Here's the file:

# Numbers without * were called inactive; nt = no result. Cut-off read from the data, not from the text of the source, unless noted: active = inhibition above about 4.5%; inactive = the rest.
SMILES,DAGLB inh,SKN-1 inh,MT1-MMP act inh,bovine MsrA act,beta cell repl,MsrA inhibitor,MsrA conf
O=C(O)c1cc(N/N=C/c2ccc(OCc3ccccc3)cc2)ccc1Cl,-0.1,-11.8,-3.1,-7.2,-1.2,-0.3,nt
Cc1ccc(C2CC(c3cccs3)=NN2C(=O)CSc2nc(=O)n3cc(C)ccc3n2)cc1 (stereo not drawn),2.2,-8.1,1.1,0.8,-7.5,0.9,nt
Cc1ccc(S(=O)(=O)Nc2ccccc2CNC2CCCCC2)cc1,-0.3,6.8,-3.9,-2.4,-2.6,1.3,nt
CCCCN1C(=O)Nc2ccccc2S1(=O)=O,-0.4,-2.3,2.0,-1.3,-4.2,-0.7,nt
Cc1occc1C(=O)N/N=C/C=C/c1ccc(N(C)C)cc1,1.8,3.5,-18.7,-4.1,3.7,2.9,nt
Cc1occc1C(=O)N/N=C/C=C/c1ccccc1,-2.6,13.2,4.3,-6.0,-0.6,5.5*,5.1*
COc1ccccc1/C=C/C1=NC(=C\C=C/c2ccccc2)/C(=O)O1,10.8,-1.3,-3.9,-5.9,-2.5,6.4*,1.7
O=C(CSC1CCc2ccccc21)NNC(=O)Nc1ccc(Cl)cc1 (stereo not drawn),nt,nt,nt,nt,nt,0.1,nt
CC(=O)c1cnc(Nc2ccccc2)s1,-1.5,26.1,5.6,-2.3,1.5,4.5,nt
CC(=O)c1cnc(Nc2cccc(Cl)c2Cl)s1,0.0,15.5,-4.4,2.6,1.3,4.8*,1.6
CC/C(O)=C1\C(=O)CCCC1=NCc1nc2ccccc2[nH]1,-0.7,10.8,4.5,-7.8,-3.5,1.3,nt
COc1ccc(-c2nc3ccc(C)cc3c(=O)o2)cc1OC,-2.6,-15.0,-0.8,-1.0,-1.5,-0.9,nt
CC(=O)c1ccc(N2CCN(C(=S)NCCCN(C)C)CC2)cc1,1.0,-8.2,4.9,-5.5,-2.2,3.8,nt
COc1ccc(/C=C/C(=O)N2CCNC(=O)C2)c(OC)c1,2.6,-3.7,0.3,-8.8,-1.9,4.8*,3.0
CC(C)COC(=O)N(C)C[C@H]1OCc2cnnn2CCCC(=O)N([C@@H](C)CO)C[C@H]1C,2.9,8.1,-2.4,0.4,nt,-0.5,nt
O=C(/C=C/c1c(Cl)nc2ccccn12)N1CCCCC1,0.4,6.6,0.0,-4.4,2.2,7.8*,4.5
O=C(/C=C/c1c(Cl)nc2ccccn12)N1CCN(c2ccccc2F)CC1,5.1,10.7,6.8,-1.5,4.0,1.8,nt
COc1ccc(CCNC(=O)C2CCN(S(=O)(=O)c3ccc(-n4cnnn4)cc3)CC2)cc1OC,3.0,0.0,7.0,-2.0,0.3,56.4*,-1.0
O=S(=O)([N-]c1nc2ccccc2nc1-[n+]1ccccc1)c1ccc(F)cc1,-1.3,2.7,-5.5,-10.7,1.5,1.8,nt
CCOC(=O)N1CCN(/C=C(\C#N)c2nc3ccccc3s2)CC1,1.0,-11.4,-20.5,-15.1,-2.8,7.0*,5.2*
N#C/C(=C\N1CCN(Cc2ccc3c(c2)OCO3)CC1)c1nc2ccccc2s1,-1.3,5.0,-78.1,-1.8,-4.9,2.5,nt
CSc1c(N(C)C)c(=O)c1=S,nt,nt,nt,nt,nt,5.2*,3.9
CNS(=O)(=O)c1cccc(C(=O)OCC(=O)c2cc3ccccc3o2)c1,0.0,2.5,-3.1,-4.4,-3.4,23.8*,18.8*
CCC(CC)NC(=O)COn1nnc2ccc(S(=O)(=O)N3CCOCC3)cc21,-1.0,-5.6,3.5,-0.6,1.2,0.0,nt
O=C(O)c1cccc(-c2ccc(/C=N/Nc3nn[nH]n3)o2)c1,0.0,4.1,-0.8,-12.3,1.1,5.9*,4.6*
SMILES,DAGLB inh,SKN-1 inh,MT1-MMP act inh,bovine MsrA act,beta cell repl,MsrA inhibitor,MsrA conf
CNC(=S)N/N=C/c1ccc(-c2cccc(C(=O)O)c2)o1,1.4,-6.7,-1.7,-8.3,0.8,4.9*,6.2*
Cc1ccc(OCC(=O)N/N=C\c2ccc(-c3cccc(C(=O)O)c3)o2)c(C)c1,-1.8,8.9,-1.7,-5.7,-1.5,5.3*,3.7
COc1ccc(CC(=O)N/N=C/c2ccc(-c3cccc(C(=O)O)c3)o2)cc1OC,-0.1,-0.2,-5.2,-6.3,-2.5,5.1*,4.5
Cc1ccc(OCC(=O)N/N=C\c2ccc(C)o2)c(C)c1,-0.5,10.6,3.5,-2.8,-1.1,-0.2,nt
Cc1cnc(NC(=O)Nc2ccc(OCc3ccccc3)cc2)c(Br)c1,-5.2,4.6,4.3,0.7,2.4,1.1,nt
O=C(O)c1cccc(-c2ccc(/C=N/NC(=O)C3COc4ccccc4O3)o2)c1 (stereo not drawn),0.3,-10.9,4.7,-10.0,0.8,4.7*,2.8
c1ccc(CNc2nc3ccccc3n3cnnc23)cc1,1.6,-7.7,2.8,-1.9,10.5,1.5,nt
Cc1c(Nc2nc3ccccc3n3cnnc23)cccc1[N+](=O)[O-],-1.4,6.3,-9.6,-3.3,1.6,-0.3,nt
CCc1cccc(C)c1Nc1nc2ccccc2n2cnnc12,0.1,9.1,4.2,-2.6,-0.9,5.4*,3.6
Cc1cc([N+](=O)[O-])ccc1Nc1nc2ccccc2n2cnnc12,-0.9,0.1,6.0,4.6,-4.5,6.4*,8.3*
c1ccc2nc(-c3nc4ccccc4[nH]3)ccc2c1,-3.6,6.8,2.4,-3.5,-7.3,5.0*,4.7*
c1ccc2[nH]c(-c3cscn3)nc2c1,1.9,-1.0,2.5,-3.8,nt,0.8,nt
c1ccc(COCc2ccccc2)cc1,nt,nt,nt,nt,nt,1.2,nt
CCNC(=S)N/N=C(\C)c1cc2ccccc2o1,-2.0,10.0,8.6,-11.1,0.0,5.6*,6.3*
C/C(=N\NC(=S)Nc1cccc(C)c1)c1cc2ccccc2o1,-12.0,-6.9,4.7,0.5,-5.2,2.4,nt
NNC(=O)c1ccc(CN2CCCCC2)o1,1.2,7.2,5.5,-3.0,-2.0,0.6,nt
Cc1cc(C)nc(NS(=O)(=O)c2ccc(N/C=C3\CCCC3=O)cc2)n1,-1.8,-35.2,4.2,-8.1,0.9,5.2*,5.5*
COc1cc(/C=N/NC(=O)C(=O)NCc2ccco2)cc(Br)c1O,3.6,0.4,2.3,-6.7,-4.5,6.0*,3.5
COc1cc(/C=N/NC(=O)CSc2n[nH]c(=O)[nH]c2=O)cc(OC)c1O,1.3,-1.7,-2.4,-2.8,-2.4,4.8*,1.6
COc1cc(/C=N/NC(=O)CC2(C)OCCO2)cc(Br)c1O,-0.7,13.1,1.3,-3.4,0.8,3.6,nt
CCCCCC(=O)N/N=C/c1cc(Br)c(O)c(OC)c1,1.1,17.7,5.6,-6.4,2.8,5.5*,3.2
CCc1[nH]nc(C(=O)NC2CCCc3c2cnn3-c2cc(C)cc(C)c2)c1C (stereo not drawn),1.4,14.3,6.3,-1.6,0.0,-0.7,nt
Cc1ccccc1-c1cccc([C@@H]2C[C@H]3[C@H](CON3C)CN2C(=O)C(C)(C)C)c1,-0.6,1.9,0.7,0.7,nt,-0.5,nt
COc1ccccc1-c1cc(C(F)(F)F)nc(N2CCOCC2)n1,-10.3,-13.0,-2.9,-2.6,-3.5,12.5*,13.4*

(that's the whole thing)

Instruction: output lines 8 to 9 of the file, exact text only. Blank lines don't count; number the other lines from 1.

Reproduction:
Cc1occc1C(=O)N/N=C/C=C/c1ccccc1,-2.6,13.2,4.3,-6.0,-0.6,5.5*,5.1*
COc1ccccc1/C=C/C1=NC(=C\C=C/c2ccccc2)/C(=O)O1,10.8,-1.3,-3.9,-5.9,-2.5,6.4*,1.7